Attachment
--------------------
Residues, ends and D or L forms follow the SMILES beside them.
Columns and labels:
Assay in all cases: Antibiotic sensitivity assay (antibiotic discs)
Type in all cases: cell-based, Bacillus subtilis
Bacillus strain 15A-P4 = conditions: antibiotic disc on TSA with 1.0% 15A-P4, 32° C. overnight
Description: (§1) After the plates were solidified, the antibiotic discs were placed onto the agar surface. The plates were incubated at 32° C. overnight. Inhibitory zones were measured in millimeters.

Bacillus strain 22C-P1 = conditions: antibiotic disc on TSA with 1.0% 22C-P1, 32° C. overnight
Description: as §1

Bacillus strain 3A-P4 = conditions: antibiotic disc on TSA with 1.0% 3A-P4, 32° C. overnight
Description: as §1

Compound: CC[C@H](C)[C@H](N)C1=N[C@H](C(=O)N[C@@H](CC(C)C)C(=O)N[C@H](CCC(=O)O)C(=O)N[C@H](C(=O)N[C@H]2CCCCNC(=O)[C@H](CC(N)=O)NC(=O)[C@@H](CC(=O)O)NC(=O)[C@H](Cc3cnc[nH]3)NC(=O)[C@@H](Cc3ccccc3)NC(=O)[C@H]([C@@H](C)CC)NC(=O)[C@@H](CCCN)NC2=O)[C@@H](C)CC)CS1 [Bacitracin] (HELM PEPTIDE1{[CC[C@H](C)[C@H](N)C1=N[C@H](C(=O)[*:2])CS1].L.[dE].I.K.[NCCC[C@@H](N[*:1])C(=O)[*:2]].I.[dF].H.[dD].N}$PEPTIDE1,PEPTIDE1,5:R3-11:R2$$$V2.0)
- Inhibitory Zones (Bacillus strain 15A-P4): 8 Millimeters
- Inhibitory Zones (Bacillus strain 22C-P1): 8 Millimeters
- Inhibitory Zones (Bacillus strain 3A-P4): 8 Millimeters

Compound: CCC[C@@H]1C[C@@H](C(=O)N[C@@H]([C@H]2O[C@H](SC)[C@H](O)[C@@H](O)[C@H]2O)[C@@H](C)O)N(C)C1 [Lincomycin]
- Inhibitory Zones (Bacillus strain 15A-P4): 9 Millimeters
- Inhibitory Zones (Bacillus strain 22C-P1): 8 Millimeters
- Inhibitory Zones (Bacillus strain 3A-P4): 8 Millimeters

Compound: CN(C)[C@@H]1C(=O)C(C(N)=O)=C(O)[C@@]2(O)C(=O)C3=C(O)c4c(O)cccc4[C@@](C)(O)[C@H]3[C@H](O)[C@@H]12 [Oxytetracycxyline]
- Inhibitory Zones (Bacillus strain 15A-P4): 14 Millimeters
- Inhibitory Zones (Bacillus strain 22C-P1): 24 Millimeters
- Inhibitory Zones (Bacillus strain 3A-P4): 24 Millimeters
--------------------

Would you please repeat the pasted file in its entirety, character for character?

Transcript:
Residues, ends and D or L forms follow the SMILES beside them.
Columns and labels:
Assay in all cases: Antibiotic sensitivity assay (antibiotic discs)
Type in all cases: cell-based, Bacillus subtilis
Bacillus strain 15A-P4 = conditions: antibiotic disc on TSA with 1.0% 15A-P4, 32° C. overnight
Description: (§1) After the plates were solidified, the antibiotic discs were placed onto the agar surface. The plates were incubated at 32° C. overnight. Inhibitory zones were measured in millimeters.

Bacillus strain 22C-P1 = conditions: antibiotic disc on TSA with 1.0% 22C-P1, 32° C. overnight
Description: as §1

Bacillus strain 3A-P4 = conditions: antibiotic disc on TSA with 1.0% 3A-P4, 32° C. overnight
Description: as §1

Compound: CC[C@H](C)[C@H](N)C1=N[C@H](C(=O)N[C@@H](CC(C)C)C(=O)N[C@H](CCC(=O)O)C(=O)N[C@H](C(=O)N[C@H]2CCCCNC(=O)[C@H](CC(N)=O)NC(=O)[C@@H](CC(=O)O)NC(=O)[C@H](Cc3cnc[nH]3)NC(=O)[C@@H](Cc3ccccc3)NC(=O)[C@H]([C@@H](C)CC)NC(=O)[C@@H](CCCN)NC2=O)[C@@H](C)CC)CS1 [Bacitracin] (HELM PEPTIDE1{[CC[C@H](C)[C@H](N)C1=N[C@H](C(=O)[*:2])CS1].L.[dE].I.K.[NCCC[C@@H](N[*:1])C(=O)[*:2]].I.[dF].H.[dD].N}$PEPTIDE1,PEPTIDE1,5:R3-11:R2$$$V2.0)
- Inhibitory Zones (Bacillus strain 15A-P4): 8 Millimeters
- Inhibitory Zones (Bacillus strain 22C-P1): 8 Millimeters
- Inhibitory Zones (Bacillus strain 3A-P4): 8 Millimeters

Compound: CCC[C@@H]1C[C@@H](C(=O)N[C@@H]([C@H]2O[C@H](SC)[C@H](O)[C@@H](O)[C@H]2O)[C@@H](C)O)N(C)C1 [Lincomycin]
- Inhibitory Zones (Bacillus strain 15A-P4): 9 Millimeters
- Inhibitory Zones (Bacillus strain 22C-P1): 8 Millimeters
- Inhibitory Zones (Bacillus strain 3A-P4): 8 Millimeters

Compound: CN(C)[C@@H]1C(=O)C(C(N)=O)=C(O)[C@@]2(O)C(=O)C3=C(O)c4c(O)cccc4[C@@](C)(O)[C@H]3[C@H](O)[C@@H]12 [Oxytetracycxyline]
- Inhibitory Zones (Bacillus strain 15A-P4): 14 Millimeters
- Inhibitory Zones (Bacillus strain 22C-P1): 24 Millimeters
- Inhibitory Zones (Bacillus strain 3A-P4): 24 Millimeters